World Youth Day, Sydney 2008

This is a test

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This is also a test.

Written by archsa

October 1, 2009 at 2:01 pm

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Voices for the Voiceless

 

 

“I have witnessed the affliction of my people in Egypt and have heard their cry of complaint…, so I know well what they are suffering.  Therefore I have come down to rescue them….  I will send you to Pharaoh to lead my people, the Israelites, out of Egypt” (Ex. 3:7-10).

 

The story of God’s relationship with his people is one of salvation, one of mission, of love and compassion, courage and trust.  Above are the words that God spoke to Moses from the burning bush.  In these words, we witness God’s hesed, his loving mercy, his compassion.  God hears the cries of his people.  And he sends his servants to be his voice and instruments as he rescues them.

 

Which are the voices today that cry out to God?  I believe these voices are many.  They are the voices of each one of us, as we wonder about the future of our economy.  We worry about the world that we leave for our children and grandchildren.  God hears the cries of those whose concerns are more urgent: those who have lost their jobs, those struggling with debilitating illnesses, those who have lost a loved one to violence, and countless others.  God hears the cries of those whose voices have been silenced: victims of war, of genocide, of racism, of poverty, and of those who have yet to be born.  Their silent cries reach the ears and heart of our loving and compassionate God.  God then turns to us to be voices for the voiceless.  We do this through our solidarity in prayer, our love in action, and our commitment in our vote.  The Catechism of the Catholic Church reminds us that it is our moral duty to vote (CCC 2240).  I exhort you, then, to read the bishops’ statement, “Forming Consciences for Faithful Citizenship” (www.faithfulcitizenship.org), find out the candidates’ positions on the issues, take your deliberations to prayer, and then vote!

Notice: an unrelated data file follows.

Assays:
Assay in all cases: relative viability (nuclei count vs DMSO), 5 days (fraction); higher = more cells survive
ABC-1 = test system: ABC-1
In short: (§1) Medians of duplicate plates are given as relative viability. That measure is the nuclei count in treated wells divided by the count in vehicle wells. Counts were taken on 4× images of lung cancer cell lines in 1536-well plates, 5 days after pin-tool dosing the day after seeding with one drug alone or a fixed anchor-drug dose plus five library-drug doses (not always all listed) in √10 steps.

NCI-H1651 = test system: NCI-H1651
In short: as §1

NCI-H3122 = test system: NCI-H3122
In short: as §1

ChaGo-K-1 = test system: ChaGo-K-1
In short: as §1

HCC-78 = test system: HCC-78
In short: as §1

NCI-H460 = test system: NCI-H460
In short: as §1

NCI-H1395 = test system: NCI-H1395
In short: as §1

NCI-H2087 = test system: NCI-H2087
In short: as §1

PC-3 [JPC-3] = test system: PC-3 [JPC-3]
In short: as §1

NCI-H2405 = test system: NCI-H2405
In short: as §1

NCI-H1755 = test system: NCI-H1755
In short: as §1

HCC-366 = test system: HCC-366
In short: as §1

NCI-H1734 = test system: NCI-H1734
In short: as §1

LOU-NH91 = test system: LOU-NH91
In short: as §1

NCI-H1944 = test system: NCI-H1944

Bishop Oscar Cantú

Written by archsa

November 3, 2008 at 9:59 pm

Posted in Uncategorized

leave a comment »

Voices for the Voiceless